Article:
The Sun Prairie Area School District discussed their Student Results 2 (SR2) policies on overall student literacy and numeracy proficiency from the 2021-22 school year with the school board on Monday, Nov. 21.
The board accepted the district’s results that reasonable progress was made with notable exceptions. However, multiple board members were concerned with the lackluster results presented.
Students who are classified as literate based on the SR2 results are students that have the ability to read at grade level expectations. The results from standardized testing show that only approximately 40% of students grades 3-8 are reading at grade level expectations.
“It’s sad for me to see so many people struggling with reading,” Board Deputy Clerk Diana McFarland said. “You look at the state and we are not alone. It’s sad and scary.”
According to the Assistant Superintendent of Teaching, Learning and Equity, Stephanie Leonard-Witte, the school district met reasonable progress for 19 out of 20 measures for student literacy and 10 out of 14 measures for student numeracy.
Leonard-Witte encouraged caution when viewing the results because test scores are down from the pandemic.
“There is caution around data that is still impacted by the global pandemic,” Leonard-Witte said. “We are making reasonable progress with these exceptions noted.”
The Sun Prairie Area School District’s literacy (or reading) results are comparable with the rest of the state, and are slightly better in some measurements. A decline in reading scores has become a nationwide issue following multiple years of the COVID-19 pandemic.
Board Treasurer Latoya Holiday shared her passion for literacy and the importance of prioritizing the improvement of reading results.
“It’s hard for me to look at reasonable progress on these measures and see that not even half of our students are reading at a proficient level,” Holiday said. “I don’t think there is any more important work than teaching kids how to read. All school districts need to learn how to do that better.”
The SR2 results showed that only 21% of hispanic students and 13% of Black students in grades 3-8 are reading at their current grade level.
“Our state is the worst at educating Black kids in the country,” Holiday said. “To compare ourselves to the state seems unbalanced. This is the kind of stuff that keeps me up at night. We need to figure out how to make this right.”
District Superintendent Brad Saron acknowledged that the reports show misalignment to the district’s goals and the administrative team is working hard to create an environment to realign results.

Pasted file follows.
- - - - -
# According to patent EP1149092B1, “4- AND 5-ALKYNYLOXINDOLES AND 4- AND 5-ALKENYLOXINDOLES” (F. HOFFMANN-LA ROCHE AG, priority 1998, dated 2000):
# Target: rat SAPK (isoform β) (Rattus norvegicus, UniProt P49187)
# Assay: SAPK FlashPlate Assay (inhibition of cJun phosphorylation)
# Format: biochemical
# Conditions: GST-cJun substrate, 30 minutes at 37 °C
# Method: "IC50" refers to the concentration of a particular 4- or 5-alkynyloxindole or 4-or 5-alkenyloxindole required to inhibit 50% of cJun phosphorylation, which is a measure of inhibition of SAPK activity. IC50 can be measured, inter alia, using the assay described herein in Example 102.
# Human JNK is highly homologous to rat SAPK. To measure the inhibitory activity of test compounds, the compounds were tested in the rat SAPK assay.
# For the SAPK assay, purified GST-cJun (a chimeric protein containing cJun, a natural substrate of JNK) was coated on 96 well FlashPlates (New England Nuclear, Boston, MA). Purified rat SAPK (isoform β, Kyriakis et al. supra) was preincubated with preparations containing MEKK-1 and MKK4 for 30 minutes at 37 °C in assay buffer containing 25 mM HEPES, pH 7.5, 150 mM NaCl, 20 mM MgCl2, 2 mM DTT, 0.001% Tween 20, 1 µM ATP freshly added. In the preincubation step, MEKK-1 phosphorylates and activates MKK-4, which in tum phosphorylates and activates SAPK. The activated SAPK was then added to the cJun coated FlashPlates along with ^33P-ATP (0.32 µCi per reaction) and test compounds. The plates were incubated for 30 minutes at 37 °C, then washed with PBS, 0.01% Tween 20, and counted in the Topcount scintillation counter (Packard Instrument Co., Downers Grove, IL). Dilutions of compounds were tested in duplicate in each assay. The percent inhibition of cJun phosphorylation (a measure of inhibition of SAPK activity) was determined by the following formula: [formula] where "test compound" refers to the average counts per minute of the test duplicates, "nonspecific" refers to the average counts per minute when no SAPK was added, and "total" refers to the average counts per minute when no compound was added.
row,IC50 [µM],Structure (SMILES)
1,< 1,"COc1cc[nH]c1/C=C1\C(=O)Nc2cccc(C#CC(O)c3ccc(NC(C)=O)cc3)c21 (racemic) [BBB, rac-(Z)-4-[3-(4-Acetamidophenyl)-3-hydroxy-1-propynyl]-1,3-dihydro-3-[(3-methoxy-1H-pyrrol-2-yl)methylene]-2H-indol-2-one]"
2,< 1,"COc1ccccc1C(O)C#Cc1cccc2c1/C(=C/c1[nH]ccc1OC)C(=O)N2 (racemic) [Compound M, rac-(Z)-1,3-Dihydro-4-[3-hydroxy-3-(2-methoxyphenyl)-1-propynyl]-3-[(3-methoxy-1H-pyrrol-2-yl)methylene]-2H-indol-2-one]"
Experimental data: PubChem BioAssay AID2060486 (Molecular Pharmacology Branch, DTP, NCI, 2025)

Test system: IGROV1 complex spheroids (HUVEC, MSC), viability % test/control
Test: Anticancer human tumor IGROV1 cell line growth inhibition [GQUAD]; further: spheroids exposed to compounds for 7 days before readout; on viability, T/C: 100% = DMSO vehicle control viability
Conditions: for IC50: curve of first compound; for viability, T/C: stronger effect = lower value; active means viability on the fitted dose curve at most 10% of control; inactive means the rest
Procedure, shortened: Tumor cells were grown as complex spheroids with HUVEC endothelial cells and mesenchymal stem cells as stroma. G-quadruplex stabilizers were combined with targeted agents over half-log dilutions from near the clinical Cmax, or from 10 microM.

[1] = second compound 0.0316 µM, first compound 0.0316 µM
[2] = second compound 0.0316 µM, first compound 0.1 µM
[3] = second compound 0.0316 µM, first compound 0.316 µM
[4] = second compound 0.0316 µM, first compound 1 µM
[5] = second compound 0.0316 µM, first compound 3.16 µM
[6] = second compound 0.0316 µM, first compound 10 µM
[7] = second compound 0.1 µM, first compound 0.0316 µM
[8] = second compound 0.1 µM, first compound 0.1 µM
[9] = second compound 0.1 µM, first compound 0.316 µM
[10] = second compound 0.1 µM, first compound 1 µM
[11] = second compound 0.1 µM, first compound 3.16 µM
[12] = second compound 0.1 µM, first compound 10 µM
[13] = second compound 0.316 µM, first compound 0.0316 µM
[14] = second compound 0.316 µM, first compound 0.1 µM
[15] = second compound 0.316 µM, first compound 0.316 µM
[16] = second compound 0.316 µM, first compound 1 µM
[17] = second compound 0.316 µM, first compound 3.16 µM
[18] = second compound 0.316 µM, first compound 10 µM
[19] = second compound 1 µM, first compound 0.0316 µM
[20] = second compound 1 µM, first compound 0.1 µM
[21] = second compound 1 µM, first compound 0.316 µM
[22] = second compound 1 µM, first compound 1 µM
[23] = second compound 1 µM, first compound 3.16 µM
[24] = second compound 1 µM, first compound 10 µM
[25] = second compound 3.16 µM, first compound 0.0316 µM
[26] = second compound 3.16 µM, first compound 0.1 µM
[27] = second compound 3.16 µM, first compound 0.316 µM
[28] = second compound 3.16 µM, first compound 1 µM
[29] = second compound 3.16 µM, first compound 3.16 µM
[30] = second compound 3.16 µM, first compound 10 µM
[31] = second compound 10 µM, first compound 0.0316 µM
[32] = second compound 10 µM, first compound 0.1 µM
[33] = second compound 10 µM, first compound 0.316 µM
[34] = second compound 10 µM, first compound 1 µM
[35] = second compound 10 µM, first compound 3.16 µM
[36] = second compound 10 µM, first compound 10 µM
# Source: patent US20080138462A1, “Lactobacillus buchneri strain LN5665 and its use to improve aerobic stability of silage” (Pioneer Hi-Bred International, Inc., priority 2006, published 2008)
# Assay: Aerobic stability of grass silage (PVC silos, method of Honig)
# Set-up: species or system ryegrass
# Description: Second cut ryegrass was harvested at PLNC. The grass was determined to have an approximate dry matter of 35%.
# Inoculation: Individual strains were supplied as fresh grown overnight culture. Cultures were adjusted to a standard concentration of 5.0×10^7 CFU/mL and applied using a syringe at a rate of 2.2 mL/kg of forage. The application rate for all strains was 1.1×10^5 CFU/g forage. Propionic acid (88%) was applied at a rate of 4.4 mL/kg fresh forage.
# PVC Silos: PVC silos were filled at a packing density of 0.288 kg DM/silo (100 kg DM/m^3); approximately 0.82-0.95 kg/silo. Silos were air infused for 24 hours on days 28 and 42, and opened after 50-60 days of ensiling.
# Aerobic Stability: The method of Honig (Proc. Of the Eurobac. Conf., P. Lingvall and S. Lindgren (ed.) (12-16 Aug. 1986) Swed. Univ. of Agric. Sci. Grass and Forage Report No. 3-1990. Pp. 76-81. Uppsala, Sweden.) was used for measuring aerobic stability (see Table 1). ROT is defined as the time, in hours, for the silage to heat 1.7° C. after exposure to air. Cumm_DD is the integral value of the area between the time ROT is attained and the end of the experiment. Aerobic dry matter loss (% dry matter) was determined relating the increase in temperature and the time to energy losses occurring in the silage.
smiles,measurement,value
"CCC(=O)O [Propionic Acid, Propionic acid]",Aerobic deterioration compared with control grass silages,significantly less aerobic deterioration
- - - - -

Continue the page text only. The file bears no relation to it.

“Report cards are coming out now and kids are struggling at the national level,” Saron said. “We know that standardized testing disproportionately impacts our most vulnerable children, which includes our children living in poverty, our children of color, our students with disabilities as well as our students who don’t speak English as their first language.”
It was the same message for the numeracy (or math) results. Approximately 43% of students grades 3-8 are meeting or exceeding expectations in math at their grade level, while again, just 21% of Hispanic students and 13% of Black students are meeting those same expectations.
Multiple board members have already started working on a committee to improve their SR2 policies and what can be done to improve reading and math scores overall.
“This is all based on standardized testing,” Board Governance Officer Tom Weber said. “There’s a place for standardized testing, but obviously there are so many other things going on that need to be evaluated relative to understand what our successes and failures are. I look forward to the opportunity to improve our district’s results.”
Board President Steve Schroeder acknowledged that the board knows better now than they did seven years ago when they started looking at this data.
“We obviously have work to do,” Schroeder said. “I’m excited to dig into this again. We have an over reliance on standardized testing. It’s not just about being proficient, it’s about the growth that our children make in our district.”
For more information about the Nov. 21, 2022 Sun Prairie School Board meeting, see a related story with this article at sunprairiestar.com.